Removing such toxic substances as mercury and others from power-plant-produced emissions, specifically those that result via the burning of fossil fuels, has long been the mission of a cadre of various groups, individuals and organizations; not only here in America but around the world.
Well, now this is mission accomplished, at least in the U.S. “Today, the U.S. Court of Appeals for the D.C. Circuit rejected a bid by the coal mining industry and its allies to throw out the first-ever national limits on mercury and other toxic air pollution spewed by power plants,” Earthjustice in its Dec. 15, 2015 “Health Wins: Mercury and Air Toxics Standards Move Forward” press release expressed. “The Court’s decision on the Environmental Protection Agency’s [EPA] Mercury and Air Toxics Standards will save thousands of lives, and avert long term environmental and public health damage.”
Earthjustice, an organization that fights to protect the environment and public health, went on in the release to declare that in America, for every 20 human deaths, one is air-pollution attributed. One source, as brought to bear in “America’s air: In a state of unhealthy repair?” has gone so far as to suggest based on study findings that in this country, the number of per-year early deaths on account of polluted air may be as high as 200,000.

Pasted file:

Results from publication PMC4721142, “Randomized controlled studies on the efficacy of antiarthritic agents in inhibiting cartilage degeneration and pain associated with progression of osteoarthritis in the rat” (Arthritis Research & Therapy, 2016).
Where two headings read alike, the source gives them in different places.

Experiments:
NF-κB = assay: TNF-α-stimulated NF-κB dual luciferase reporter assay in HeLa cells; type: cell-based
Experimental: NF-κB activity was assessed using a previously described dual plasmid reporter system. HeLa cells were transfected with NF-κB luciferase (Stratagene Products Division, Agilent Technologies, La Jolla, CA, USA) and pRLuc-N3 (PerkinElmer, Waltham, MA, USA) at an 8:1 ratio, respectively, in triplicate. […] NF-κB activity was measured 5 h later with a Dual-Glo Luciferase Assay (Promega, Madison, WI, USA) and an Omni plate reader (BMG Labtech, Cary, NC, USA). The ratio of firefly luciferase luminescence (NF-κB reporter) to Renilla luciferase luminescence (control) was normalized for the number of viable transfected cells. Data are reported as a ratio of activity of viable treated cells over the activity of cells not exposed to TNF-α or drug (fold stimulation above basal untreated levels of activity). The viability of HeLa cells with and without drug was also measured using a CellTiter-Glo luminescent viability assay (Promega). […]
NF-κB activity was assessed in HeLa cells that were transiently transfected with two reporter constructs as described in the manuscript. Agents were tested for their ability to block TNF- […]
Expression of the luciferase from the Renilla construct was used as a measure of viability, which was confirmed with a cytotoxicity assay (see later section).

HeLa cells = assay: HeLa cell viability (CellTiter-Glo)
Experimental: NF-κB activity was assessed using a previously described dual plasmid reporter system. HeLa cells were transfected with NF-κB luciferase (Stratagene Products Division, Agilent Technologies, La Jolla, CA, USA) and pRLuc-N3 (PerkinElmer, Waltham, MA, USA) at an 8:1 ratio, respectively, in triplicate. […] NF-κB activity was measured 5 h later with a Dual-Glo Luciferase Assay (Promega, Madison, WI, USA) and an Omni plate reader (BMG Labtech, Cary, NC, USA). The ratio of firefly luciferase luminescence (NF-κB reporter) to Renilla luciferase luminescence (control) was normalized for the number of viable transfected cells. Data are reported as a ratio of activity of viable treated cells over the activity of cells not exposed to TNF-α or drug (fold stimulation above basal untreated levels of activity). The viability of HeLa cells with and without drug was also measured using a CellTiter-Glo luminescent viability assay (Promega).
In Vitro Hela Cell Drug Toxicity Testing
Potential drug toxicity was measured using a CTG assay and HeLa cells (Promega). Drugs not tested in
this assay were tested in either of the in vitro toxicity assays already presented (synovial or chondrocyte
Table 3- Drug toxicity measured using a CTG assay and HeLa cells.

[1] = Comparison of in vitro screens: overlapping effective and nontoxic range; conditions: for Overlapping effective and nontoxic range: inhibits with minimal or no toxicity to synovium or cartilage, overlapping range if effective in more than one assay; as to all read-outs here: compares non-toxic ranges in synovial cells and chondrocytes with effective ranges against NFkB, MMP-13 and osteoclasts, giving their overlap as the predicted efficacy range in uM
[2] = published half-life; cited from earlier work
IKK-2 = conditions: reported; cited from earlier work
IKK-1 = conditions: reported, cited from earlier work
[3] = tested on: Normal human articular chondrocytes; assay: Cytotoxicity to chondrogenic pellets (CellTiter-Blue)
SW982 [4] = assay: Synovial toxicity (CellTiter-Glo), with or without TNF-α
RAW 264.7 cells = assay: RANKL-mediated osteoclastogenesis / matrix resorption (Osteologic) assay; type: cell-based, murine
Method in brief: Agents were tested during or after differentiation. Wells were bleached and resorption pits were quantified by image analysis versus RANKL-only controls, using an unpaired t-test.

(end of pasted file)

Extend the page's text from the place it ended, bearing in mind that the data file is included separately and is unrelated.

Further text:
“This summer, the U.S. Supreme Court remanded these standards to the appeals court,” Earthjustice so-noted, as borne out in the release, going on to state that, “[a]lthough [the U.S. Environmental Protection Agency] demonstrated that the health and environmental benefits of the standards far outweigh the costs to the industry, the Supreme Court found EPA should have considered industry’s costs at a different stage of the regulatory process.”
Subsequent to that judgment, “the National Mining Association and other parties linked to coal-mining interests,” requested the appeals court reject the standards. The Chesapeake Bay Foundation, the Clean Air Council, the National Association for the Advancement of Colored People and the Sierra Club, in this regard all represented by Earthjustice, objected, arguing that the standards remain in force.
And, added Earthjustice: “The EPA has already begun the process to consider costs in accordance with the Supreme Court decision, and predicts it will complete that step next April.”
Despite it taking 20 years’ time to achieve this outcome, not only can Earthjustice and the organizations it represented in this regard declare, in Earthjustice’s words, “Victory!” but for environmental and human health, indeed a win-win this is likewise!
Published by Alan Kandel